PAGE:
The Hofburg in Innsbruck was largely built under Empress Maria Theresa. Its magnificent rooms functioned as the Alpine residence of the Habsburgs until 1918.
Like every true Habsburg city, the Tyrolean capital Innsbruck also has a Hofburg, which served as the residence of the monarch family in imperial times. Today, its magnificent rooms can be visited on guided tours.
Origin of the Innsbruck Hofburg
Innsbruck's Hofburg dates back to a medieval castle built by Archduke and Count of Tyrol Sigmund der Münzreiche in the 15th century. Successive rulers, including the German king and later emperor Maximilian I, had the castle extended.
Its present appearance in the style of the Viennese court rococo goes back largely to Empress Maria Theresa, who wanted to reside appropriately in the Tyrolean Alps as she did in her court castle in Vienna.
Although the monarch only visited Innsbruck twice, once in transit and once for the wedding of her son Leopold. II. with the Spanish princess Ludovica, today not only the Hofburg but also the Triumphal Gate and the adjoining Maria Theresien Street commemorate the important regent.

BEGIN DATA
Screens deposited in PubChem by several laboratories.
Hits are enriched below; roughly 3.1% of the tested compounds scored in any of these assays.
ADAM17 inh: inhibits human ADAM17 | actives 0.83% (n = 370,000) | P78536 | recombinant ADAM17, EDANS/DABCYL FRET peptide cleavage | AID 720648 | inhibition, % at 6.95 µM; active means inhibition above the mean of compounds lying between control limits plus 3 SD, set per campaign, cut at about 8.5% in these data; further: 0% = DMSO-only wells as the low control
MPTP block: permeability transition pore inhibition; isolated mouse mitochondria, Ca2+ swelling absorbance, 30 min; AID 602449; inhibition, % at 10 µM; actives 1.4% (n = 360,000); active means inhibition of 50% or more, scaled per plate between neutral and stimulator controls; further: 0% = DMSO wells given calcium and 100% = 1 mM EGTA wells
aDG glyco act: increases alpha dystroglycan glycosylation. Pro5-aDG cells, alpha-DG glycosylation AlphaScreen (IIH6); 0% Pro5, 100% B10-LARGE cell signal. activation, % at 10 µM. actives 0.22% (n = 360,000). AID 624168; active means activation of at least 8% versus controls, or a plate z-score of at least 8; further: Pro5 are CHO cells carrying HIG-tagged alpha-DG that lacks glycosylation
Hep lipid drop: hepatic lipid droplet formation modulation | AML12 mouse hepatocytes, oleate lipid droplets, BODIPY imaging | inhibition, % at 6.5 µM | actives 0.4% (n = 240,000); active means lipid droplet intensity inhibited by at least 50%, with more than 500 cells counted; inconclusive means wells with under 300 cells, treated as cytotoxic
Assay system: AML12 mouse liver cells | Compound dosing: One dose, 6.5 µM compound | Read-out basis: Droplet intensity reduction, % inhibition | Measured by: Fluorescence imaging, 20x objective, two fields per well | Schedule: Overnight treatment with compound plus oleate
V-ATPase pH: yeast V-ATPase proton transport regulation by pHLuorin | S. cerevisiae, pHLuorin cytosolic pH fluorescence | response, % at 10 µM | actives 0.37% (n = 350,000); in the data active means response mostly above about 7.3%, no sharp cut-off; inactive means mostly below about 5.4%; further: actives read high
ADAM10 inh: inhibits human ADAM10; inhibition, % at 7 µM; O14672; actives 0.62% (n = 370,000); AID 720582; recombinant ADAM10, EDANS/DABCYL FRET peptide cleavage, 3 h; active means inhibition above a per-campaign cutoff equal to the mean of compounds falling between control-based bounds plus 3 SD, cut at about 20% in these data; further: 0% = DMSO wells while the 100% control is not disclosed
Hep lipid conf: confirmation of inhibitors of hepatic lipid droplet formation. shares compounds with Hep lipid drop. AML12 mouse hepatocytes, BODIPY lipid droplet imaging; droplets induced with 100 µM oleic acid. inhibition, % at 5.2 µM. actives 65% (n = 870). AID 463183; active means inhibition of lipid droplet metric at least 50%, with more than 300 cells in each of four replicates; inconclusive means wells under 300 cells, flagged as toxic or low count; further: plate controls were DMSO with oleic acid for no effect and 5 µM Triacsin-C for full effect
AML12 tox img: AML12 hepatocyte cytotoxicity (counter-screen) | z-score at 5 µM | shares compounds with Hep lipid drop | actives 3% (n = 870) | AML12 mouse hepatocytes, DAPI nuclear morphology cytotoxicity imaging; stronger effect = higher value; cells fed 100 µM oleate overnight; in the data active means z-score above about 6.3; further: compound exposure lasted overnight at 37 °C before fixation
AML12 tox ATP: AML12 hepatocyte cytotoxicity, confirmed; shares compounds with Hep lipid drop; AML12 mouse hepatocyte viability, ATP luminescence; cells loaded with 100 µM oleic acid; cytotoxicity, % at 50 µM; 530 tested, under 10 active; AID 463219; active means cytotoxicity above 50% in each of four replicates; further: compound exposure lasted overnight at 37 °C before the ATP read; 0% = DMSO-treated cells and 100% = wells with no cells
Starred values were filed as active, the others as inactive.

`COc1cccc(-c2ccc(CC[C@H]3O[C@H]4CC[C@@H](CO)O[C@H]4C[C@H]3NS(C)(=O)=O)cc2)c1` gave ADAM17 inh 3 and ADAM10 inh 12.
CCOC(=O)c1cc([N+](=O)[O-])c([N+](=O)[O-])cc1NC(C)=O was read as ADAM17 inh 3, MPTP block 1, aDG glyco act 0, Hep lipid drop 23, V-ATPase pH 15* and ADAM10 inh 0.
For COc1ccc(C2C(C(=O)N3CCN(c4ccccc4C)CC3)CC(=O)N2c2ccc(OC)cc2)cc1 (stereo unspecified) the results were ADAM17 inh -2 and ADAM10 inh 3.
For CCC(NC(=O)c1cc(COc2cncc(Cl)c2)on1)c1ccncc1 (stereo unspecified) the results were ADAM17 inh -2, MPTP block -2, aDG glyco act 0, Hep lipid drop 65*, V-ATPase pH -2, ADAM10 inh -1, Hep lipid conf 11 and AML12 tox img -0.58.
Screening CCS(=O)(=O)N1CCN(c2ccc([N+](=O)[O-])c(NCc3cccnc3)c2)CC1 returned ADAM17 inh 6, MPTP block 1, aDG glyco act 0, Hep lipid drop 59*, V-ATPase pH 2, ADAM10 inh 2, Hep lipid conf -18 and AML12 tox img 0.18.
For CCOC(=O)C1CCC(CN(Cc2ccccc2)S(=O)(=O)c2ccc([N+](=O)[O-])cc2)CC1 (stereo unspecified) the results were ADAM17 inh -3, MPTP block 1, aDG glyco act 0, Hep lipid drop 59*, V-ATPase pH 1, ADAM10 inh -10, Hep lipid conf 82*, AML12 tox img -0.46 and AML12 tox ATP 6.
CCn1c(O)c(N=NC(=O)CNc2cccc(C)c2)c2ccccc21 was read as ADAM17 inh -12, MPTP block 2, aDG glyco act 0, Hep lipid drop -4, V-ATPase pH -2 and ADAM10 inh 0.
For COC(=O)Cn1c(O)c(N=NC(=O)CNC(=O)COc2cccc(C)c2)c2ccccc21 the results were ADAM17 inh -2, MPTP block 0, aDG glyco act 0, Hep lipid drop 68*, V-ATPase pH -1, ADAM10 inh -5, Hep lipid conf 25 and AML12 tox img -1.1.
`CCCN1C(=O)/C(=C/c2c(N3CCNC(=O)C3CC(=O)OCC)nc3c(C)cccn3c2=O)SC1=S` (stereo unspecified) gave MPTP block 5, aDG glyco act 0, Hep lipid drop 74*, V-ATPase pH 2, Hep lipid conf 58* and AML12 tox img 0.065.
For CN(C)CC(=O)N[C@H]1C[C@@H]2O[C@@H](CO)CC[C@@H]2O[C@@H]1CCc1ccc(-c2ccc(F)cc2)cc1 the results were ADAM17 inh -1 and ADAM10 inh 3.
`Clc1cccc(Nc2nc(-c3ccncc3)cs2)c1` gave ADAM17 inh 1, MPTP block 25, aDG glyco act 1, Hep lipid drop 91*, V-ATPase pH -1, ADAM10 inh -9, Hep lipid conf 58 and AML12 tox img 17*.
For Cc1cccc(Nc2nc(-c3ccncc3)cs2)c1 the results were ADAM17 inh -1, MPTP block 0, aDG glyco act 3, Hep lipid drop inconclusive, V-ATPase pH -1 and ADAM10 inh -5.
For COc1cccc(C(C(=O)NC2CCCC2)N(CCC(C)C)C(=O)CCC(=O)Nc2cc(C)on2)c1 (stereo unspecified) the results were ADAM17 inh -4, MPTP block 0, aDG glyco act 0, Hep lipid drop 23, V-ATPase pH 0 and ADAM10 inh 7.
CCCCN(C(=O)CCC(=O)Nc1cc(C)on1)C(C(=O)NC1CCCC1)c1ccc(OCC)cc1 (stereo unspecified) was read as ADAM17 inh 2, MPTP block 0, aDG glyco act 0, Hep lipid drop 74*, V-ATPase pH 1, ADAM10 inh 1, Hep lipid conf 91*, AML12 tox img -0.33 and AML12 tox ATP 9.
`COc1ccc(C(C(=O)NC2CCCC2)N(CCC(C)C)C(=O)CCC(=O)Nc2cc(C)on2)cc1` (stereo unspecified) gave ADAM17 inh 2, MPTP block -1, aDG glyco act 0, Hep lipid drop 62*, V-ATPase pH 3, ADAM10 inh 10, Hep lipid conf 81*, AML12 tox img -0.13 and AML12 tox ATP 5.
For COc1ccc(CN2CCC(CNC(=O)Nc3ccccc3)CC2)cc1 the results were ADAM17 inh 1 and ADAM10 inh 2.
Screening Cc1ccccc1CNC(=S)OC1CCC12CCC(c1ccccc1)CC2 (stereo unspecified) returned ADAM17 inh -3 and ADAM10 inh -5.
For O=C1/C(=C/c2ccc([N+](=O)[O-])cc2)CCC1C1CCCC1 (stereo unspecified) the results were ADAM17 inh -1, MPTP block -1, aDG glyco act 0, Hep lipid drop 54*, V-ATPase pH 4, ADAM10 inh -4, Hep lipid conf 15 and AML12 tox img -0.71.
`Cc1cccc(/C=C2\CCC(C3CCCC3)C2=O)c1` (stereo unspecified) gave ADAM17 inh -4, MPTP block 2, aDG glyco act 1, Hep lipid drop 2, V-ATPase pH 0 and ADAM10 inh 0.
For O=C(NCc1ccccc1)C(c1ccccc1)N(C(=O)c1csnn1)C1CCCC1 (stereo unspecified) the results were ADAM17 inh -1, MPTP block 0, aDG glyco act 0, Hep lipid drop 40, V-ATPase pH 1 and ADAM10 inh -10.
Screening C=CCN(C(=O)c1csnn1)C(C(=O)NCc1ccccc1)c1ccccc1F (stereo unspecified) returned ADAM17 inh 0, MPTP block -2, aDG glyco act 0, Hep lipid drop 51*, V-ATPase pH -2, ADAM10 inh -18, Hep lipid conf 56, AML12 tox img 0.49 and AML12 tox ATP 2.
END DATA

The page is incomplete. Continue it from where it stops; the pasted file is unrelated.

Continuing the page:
The Hofburg was used as the imperial residence until the end of the Habsburg monarchy in 1918, when it became the property of the Republic of Austria.
Visit to the Innsbruck Hofburg
The Hofburg of Innsbruck can only be partially visited, as about 30 of the approximately 400 rooms house private flats. The magnificent state rooms, however, are open to the public.
Probably the most impressive room is the magnificent banqueting hall with portraits of Maria Theresa, Franz Stephan and their 16 children. The 30m long, 13m wide and 11m high hall is also called the "Giants' Hall" not because of its size but because of the depiction of giants in paintings.
The apartments of the imperial family, various salons and the Court Chapel, which was furnished by Empress Maria Theresa in her husband's death chamber, as well as the listed Court Garden around the Hofburg can also be visited.
The Andreas Hofer Hall reminds us that the Tyrolean freedom fighter and folk hero of the early 19th century lived in the Hofburg during the Tyrolean people's uprising against the Bavarian occupation. Andreas Hofer is buried in the neighbouring Hofkirche.